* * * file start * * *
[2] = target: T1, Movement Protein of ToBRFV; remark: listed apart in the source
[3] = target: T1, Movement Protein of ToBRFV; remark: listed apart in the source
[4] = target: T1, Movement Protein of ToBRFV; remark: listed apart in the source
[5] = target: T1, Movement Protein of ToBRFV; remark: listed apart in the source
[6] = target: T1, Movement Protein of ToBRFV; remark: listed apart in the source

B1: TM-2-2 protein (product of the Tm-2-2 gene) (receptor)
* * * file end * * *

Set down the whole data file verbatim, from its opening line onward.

[2] = target: T1, Movement Protein of ToBRFV; remark: listed apart in the source
[3] = target: T1, Movement Protein of ToBRFV; remark: listed apart in the source
[4] = target: T1, Movement Protein of ToBRFV; remark: listed apart in the source
[5] = target: T1, Movement Protein of ToBRFV; remark: listed apart in the source
[6] = target: T1, Movement Protein of ToBRFV; remark: listed apart in the source

B1: TM-2-2 protein (product of the Tm-2-2 gene) (receptor)